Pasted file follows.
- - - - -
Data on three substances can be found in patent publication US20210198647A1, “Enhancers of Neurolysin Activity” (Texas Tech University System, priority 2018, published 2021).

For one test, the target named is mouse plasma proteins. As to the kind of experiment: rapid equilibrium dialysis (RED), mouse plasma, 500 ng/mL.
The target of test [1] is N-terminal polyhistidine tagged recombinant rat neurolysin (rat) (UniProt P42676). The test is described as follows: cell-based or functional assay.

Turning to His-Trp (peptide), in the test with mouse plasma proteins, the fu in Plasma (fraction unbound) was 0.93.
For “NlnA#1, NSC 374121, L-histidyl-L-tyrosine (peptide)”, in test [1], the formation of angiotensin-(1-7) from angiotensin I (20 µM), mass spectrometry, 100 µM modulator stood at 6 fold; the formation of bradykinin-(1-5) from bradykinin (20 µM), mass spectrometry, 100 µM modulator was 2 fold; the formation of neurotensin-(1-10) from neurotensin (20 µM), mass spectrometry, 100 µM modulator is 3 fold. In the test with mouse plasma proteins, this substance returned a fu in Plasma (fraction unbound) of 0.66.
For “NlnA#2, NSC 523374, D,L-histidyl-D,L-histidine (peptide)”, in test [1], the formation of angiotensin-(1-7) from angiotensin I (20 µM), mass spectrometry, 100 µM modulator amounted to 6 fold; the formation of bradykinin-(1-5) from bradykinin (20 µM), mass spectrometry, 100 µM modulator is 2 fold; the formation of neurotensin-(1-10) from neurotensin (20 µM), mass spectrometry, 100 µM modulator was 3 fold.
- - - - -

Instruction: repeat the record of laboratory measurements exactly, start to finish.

Data on three substances can be found in patent publication US20210198647A1, “Enhancers of Neurolysin Activity” (Texas Tech University System, priority 2018, published 2021).

For one test, the target named is mouse plasma proteins. As to the kind of experiment: rapid equilibrium dialysis (RED), mouse plasma, 500 ng/mL.
The target of test [1] is N-terminal polyhistidine tagged recombinant rat neurolysin (rat) (UniProt P42676). The test is described as follows: cell-based or functional assay.

Turning to His-Trp (peptide), in the test with mouse plasma proteins, the fu in Plasma (fraction unbound) was 0.93.
For “NlnA#1, NSC 374121, L-histidyl-L-tyrosine (peptide)”, in test [1], the formation of angiotensin-(1-7) from angiotensin I (20 µM), mass spectrometry, 100 µM modulator stood at 6 fold; the formation of bradykinin-(1-5) from bradykinin (20 µM), mass spectrometry, 100 µM modulator was 2 fold; the formation of neurotensin-(1-10) from neurotensin (20 µM), mass spectrometry, 100 µM modulator is 3 fold. In the test with mouse plasma proteins, this substance returned a fu in Plasma (fraction unbound) of 0.66.
For “NlnA#2, NSC 523374, D,L-histidyl-D,L-histidine (peptide)”, in test [1], the formation of angiotensin-(1-7) from angiotensin I (20 µM), mass spectrometry, 100 µM modulator amounted to 6 fold; the formation of bradykinin-(1-5) from bradykinin (20 µM), mass spectrometry, 100 µM modulator is 2 fold; the formation of neurotensin-(1-10) from neurotensin (20 µM), mass spectrometry, 100 µM modulator was 3 fold.